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Reflux nephropathy

Contents of this page:


Female urinary tract
Female urinary tract
Male urinary tract
Male urinary tract
Voiding cystourethrogram
Voiding cystourethrogram
Vesicoureteral reflux
Vesicoureteral reflux

Alternative Names    Return to top

Chronic atrophic pyelonephritis; Vesicoureteric reflux; Nephropathy - reflux; Ureteral reflux

Definition    Return to top

Reflux nephropathy is a condition in which the kidneys are damaged by the backward flow of urine into the kidney.

Causes    Return to top

Urine flows from the kidneys, through the ureters, and into the bladder. Each ureter has a one-way valve where it enters the bladder, preventing urine from flowing back up the ureter.

Reflux nephropathy occurs when these valves fail, allowing urine to flow back up to the kidney. If the bladder is infected or the urine contains bacteria, the kidney become infected (pyelonephritis).

Because the pressure in the bladder is generally higher than in the kidney, the reflux of urine exposes the kidney to unusually high pressure. Over time, this increased pressure will damage the kidney and cause scarring.

Reflux can occur in people whose ureters do not extend very far into the bladder. The ureters enter the bladder through "tunnels" in the bladder wall, and the pressure in the bladder normally keeps these tunnels pressed closed. If the bladder-wall tunnels are short or absent, pressure within the bladder can force urine back up the ureter.

Reflux can occur with other conditions, including the following:

Reflux nephropathy is often found when a child is checked for repeat or suspicious bladder infections. If reflux is discovered, the child's siblings may also be checked, because reflux can run in families.

The degree of reflux -- separated into five different grades -- helps determine treatment. Simple reflux often falls into grade I or II.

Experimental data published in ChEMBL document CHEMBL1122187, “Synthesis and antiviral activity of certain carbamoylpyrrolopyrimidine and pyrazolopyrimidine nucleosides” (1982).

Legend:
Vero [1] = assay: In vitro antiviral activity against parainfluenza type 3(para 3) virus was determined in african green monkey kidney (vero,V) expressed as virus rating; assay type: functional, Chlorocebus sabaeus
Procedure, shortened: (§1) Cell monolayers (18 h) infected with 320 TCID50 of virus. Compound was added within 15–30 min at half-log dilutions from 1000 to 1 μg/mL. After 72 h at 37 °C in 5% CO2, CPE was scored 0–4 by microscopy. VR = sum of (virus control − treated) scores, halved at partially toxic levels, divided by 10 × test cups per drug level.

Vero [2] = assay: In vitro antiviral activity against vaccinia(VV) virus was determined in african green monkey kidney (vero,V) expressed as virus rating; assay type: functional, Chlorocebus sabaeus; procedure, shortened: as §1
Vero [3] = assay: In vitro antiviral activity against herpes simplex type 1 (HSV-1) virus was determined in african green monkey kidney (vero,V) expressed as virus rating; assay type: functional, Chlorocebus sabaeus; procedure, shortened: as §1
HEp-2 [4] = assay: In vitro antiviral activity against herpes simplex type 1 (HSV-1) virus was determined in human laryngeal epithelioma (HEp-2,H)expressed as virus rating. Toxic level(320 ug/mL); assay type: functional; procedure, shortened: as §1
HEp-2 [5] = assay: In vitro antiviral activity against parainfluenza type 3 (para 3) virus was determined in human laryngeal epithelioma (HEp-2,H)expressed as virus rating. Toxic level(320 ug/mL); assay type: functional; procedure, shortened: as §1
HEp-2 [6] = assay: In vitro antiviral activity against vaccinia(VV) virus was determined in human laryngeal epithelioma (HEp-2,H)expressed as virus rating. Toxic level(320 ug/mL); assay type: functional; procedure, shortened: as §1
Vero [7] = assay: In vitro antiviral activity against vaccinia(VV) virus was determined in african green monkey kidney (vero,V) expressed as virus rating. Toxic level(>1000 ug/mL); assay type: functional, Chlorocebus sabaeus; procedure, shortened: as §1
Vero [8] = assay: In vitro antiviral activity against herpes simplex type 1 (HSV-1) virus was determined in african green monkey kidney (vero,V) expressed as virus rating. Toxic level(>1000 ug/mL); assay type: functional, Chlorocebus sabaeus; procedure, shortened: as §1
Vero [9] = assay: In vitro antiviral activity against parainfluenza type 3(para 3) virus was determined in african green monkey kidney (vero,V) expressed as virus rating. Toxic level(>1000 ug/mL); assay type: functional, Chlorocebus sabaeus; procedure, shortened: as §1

Reflux nephropathy also can occur from temporary swelling after the ureters are reimplanted during a kidney transplant or because of trauma to the ureter.

The risk factors include a personal or family history of reflux, abnormalities of the urinary tract, and repeat urinary tract infections.

Symptoms    Return to top

Some people can have no symptoms from reflux nephropathy. There may be no symptoms if only one kidney is affected. If symptoms do occur, they might be similar to those of a urinary tract infection, nephrotic syndrome, or chronic kidney failure.

Symptoms include:

Other symptoms that can occur with this disease include the following:

Note: The disorder may not cause symptoms.

Exams and Tests    Return to top

The blood pressure may be raised, and there may be signs and symptoms of chronic kidney failure.

Other tests include:

Treatment    Return to top

Simple, uncomplicated reflux (called primary reflux) less than grade III can be treated by the following:

More severe reflux may require surgery, such as the following:

Surgery to place the ureter(s) back into the bladder can be done to stop reflux nephropathy. This surgery results in less frequent and less severe urinary tract infections.

Outlook (Prognosis)    Return to top

The outcome varies. Most cases of reflux nephropathy get better on their own. However, the damage to the kidney may be permanent. If only one kidney is involved, the other kidney may continue to function.

Reflux nephropathy may cause kidney failure in children and young adults.

Possible Complications    Return to top

When to Contact a Medical Professional    Return to top

Call your health care provider if you have symptoms of reflux nephropathy, or if you have decreased urine output or other new symptoms.

Prevention    Return to top

Quickly treating conditions that cause reflux of urine into the kidney may prevent reflux nephropathy.

Update Date: 8/14/2007

Updated by: Charles Silberberg, DO, Private Practice specializing in Nephrology, Affiliated with NY Medical College, Division of Nephrology, Valhalla, NY. Review provided by VeriMed Healthcare Network.

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